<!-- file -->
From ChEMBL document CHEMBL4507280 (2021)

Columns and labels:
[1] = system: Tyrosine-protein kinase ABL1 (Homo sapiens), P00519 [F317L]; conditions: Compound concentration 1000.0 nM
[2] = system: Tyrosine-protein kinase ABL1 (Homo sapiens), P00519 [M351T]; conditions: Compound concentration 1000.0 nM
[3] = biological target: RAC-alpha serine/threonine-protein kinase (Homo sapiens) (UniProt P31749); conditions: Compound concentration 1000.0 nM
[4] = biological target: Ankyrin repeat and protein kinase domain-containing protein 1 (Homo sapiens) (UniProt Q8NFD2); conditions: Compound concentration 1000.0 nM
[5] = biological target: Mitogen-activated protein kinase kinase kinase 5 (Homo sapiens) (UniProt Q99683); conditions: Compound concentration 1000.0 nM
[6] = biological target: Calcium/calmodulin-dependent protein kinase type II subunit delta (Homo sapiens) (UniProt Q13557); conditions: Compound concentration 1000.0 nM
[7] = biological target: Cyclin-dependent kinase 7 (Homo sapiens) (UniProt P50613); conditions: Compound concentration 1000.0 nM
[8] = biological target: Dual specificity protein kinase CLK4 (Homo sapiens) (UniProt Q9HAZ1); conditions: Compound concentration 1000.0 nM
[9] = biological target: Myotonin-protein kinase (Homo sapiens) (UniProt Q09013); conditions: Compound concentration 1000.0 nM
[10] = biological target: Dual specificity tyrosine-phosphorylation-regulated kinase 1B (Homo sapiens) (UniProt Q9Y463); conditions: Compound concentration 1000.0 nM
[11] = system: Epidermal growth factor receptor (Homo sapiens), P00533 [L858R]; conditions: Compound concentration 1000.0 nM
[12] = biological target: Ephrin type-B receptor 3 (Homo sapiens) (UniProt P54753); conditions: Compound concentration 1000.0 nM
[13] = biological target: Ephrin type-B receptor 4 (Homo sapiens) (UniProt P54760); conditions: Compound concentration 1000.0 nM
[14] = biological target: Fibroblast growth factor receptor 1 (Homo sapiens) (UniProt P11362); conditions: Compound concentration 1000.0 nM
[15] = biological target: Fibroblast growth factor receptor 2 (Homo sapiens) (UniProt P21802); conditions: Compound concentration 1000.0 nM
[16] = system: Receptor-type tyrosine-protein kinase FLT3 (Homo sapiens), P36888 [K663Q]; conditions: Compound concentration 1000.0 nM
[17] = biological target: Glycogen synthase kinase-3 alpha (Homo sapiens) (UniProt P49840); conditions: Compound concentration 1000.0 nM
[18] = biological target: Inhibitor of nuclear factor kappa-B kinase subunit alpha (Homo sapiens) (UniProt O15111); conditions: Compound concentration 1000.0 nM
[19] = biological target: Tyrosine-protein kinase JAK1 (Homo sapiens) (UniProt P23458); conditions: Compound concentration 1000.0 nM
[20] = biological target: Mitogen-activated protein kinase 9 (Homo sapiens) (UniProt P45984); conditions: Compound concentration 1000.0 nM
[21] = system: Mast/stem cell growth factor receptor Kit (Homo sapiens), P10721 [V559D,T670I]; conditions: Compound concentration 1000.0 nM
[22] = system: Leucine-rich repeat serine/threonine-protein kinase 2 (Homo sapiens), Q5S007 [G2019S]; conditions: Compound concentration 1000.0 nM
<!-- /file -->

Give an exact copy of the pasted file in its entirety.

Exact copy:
From ChEMBL document CHEMBL4507280 (2021)

Columns and labels:
[1] = system: Tyrosine-protein kinase ABL1 (Homo sapiens), P00519 [F317L]; conditions: Compound concentration 1000.0 nM
[2] = system: Tyrosine-protein kinase ABL1 (Homo sapiens), P00519 [M351T]; conditions: Compound concentration 1000.0 nM
[3] = biological target: RAC-alpha serine/threonine-protein kinase (Homo sapiens) (UniProt P31749); conditions: Compound concentration 1000.0 nM
[4] = biological target: Ankyrin repeat and protein kinase domain-containing protein 1 (Homo sapiens) (UniProt Q8NFD2); conditions: Compound concentration 1000.0 nM
[5] = biological target: Mitogen-activated protein kinase kinase kinase 5 (Homo sapiens) (UniProt Q99683); conditions: Compound concentration 1000.0 nM
[6] = biological target: Calcium/calmodulin-dependent protein kinase type II subunit delta (Homo sapiens) (UniProt Q13557); conditions: Compound concentration 1000.0 nM
[7] = biological target: Cyclin-dependent kinase 7 (Homo sapiens) (UniProt P50613); conditions: Compound concentration 1000.0 nM
[8] = biological target: Dual specificity protein kinase CLK4 (Homo sapiens) (UniProt Q9HAZ1); conditions: Compound concentration 1000.0 nM
[9] = biological target: Myotonin-protein kinase (Homo sapiens) (UniProt Q09013); conditions: Compound concentration 1000.0 nM
[10] = biological target: Dual specificity tyrosine-phosphorylation-regulated kinase 1B (Homo sapiens) (UniProt Q9Y463); conditions: Compound concentration 1000.0 nM
[11] = system: Epidermal growth factor receptor (Homo sapiens), P00533 [L858R]; conditions: Compound concentration 1000.0 nM
[12] = biological target: Ephrin type-B receptor 3 (Homo sapiens) (UniProt P54753); conditions: Compound concentration 1000.0 nM
[13] = biological target: Ephrin type-B receptor 4 (Homo sapiens) (UniProt P54760); conditions: Compound concentration 1000.0 nM
[14] = biological target: Fibroblast growth factor receptor 1 (Homo sapiens) (UniProt P11362); conditions: Compound concentration 1000.0 nM
[15] = biological target: Fibroblast growth factor receptor 2 (Homo sapiens) (UniProt P21802); conditions: Compound concentration 1000.0 nM
[16] = system: Receptor-type tyrosine-protein kinase FLT3 (Homo sapiens), P36888 [K663Q]; conditions: Compound concentration 1000.0 nM
[17] = biological target: Glycogen synthase kinase-3 alpha (Homo sapiens) (UniProt P49840); conditions: Compound concentration 1000.0 nM
[18] = biological target: Inhibitor of nuclear factor kappa-B kinase subunit alpha (Homo sapiens) (UniProt O15111); conditions: Compound concentration 1000.0 nM
[19] = biological target: Tyrosine-protein kinase JAK1 (Homo sapiens) (UniProt P23458); conditions: Compound concentration 1000.0 nM
[20] = biological target: Mitogen-activated protein kinase 9 (Homo sapiens) (UniProt P45984); conditions: Compound concentration 1000.0 nM
[21] = system: Mast/stem cell growth factor receptor Kit (Homo sapiens), P10721 [V559D,T670I]; conditions: Compound concentration 1000.0 nM
[22] = system: Leucine-rich repeat serine/threonine-protein kinase 2 (Homo sapiens), Q5S007 [G2019S]; conditions: Compound concentration 1000.0 nM